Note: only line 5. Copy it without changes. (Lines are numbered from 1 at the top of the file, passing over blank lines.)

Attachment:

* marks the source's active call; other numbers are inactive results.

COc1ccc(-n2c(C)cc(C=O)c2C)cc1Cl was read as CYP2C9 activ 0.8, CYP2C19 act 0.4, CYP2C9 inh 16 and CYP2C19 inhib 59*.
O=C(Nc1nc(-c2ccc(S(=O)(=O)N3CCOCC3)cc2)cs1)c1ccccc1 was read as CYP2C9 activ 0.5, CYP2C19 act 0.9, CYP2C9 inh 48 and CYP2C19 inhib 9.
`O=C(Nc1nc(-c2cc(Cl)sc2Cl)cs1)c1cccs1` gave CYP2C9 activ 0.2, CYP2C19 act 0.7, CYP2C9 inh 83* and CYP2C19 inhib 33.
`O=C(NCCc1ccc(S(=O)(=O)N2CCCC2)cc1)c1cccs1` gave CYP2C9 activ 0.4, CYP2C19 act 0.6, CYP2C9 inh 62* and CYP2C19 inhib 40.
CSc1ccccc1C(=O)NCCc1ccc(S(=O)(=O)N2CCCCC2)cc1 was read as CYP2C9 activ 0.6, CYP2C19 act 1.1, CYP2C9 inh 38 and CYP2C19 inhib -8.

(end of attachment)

`O=C(NCCc1ccc(S(=O)(=O)N2CCCC2)cc1)c1cccs1` gave CYP2C9 activ 0.4, CYP2C19 act 0.6, CYP2C9 inh 62* and CYP2C19 inhib 40.